This month’s column is not going to be a shameless plug for the National Solid Waste Management Association’s (NSWMA) safety seminar taking place on April 7 in Atlanta, where attendees will learn how to reduce accidents and injuries as well as improve their compliance with Occupational Safety and Health Administration (OSHA) and Department of Transportation (DOT) regulations. Instead, it is going to be shameless plug for WasteExpo, which takes place May 9-12 in Dallas, and its wide variety of opportunities to learn about safety issues and see safety-related products.
The conference program includes sessions on using visual communications to improve workplace safety, the federal government’s perspective on our industry’s declining fatality and injury rates, and the implications of the aging workforce for industry safety. A federal researcher recently suggested to me that one reason municipal sanitation departments may have a much higher incident rate than private sector solid waste companies is they tend to have older workers, so this session should be of particular interest to solid waste managers in the public sector.
The co-located Waste Training Institute (WTI) returns after making its debut last year in Atlanta, and once again one of the WTI sessions will be about safety. WTI will be holding a 90-minute session titled “Safety Update and Right Side vs. Left Side Driving.” In it, I will be reviewing the latest data on industry and third-party fatalities, the injury rate for industry employees, and updating attendees on OSHA and DOT regulatory and enforcement initiatives. My co-speaker will be discussing whether driving from the left or right side results in more accidents, based on the data his company is collecting.
NSWMA’s Safety Committee also will be meeting at WasteExpo. The preliminary agenda for that meeting includes OSHA’s soon-to-be-proposed rules governing combustible dust and its Injury and Illness Prevention Program, which goes by the unfortunate name of I2P2. I2P2 is OSHA’s top regulatory priority, and I expect OSHA to propose I2P2 regulations by the end of the year. Another important topic to be discussed at the meeting will be enhancements to NSWMA’s “Slow Down to Get Around” program, including a new flyer being developed by the National Institute for Occupational Safety and Health (NIOSH) that private haulers and local governments should use to educate motorists about the hazard they pose to solid waste collection employees. Struck-by accidents continue to happen regularly, and these new flyers hopefully will be effective in preventing them.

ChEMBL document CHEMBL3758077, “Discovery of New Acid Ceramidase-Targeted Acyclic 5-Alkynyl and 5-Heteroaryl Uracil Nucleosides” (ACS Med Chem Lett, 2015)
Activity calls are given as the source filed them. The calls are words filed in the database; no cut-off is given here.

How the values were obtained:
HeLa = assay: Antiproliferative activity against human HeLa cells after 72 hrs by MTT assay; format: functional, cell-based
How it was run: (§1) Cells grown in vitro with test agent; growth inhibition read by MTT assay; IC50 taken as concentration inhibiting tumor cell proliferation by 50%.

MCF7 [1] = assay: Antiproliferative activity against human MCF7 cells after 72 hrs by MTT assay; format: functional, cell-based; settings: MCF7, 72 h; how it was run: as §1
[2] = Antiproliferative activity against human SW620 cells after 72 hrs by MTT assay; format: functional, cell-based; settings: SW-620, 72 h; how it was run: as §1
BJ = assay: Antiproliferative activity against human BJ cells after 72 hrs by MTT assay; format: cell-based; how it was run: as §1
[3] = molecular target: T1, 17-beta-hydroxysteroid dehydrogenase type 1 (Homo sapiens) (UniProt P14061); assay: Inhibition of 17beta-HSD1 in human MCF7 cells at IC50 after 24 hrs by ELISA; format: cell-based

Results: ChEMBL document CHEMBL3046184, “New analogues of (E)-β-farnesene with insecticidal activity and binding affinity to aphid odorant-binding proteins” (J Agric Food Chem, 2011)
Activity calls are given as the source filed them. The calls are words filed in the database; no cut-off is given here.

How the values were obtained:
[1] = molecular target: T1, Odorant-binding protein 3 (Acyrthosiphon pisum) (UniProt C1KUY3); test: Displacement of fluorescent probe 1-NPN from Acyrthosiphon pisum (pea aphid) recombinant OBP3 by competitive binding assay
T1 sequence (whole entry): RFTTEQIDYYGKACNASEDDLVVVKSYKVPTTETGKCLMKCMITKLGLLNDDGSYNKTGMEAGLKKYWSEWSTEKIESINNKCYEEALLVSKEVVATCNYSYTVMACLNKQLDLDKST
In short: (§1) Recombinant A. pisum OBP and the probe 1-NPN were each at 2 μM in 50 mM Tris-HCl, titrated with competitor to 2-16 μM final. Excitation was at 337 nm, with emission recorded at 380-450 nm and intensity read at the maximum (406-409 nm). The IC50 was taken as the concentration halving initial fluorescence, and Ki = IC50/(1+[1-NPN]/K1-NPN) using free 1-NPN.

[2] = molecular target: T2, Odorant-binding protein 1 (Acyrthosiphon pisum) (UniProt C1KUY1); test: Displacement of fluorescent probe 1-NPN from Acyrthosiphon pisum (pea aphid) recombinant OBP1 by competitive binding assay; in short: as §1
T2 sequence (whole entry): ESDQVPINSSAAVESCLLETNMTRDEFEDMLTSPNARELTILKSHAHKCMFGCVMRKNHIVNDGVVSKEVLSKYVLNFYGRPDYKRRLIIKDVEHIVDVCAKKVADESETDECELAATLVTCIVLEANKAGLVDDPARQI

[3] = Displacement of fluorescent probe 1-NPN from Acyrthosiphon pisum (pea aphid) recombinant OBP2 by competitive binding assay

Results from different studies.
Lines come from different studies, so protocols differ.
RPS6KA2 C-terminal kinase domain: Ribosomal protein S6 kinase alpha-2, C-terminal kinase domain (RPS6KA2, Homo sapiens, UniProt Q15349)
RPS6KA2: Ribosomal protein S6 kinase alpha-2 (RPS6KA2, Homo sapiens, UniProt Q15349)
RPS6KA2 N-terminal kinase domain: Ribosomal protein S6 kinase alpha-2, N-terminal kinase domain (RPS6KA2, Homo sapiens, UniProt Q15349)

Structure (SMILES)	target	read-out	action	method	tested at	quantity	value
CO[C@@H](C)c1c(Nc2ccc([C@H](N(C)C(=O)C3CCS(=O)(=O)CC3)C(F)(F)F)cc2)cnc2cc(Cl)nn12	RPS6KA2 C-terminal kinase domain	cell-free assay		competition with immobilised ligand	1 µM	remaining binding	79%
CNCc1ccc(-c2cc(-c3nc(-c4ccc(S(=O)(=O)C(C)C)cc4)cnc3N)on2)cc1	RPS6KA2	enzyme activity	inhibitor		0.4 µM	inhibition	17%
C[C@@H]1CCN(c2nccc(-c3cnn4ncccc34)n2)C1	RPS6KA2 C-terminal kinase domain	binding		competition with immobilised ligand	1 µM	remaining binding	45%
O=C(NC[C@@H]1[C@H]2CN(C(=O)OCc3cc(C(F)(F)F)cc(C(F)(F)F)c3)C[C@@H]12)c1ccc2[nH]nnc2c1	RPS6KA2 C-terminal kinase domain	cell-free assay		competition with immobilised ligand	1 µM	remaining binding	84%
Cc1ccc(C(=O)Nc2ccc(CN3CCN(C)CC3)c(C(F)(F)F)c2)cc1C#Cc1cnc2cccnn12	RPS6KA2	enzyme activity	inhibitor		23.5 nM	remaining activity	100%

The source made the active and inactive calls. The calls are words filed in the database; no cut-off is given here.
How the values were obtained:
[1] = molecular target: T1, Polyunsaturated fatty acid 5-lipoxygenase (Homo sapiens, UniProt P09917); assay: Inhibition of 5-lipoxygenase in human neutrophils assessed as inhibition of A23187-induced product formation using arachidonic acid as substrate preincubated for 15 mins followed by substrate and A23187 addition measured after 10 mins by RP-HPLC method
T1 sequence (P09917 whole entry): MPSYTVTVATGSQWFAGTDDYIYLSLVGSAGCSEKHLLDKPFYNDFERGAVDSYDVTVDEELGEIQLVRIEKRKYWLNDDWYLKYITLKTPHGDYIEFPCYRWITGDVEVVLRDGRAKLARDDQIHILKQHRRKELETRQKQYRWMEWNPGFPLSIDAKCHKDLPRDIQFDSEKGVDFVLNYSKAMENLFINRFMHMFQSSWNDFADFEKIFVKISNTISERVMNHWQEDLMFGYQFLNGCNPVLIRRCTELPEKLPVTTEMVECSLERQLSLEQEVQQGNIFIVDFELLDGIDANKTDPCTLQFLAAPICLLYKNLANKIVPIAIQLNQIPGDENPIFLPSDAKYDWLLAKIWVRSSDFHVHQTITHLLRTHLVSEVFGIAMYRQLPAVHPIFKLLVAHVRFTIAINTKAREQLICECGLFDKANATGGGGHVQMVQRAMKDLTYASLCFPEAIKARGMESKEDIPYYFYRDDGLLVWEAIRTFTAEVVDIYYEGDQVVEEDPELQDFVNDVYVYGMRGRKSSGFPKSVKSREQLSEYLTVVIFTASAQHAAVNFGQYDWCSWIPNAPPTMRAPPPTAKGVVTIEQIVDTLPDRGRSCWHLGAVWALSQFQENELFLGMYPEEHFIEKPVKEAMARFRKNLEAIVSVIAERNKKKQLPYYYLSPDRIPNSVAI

Of course, a main reason to attend WasteExpo is to walk the exhibit hall, and I suspect that, as in previous years, there will be a substantial number of exhibitors selling safety-related equipment and services. These exhibitors include insurance providers, personal protective equipment manufacturers, backup safety systems providers, decal manufacturers and consultants. The “traditional” exhibitors of trucks, disposal equipment, balers and compactors have made changes to some of their equipment in recent years to improve their safety performance, and I am certain their personnel are eager to show it off to you.
The goal for everyone in the industry, whether they are a small hauler, one of the large national companies or a municipal sanitation department, should be to improve their safety performance. WasteExpo provides a unique opportunity to learn and obtain tools that will help you reduce the frequency of fatalities, accidents and injuries.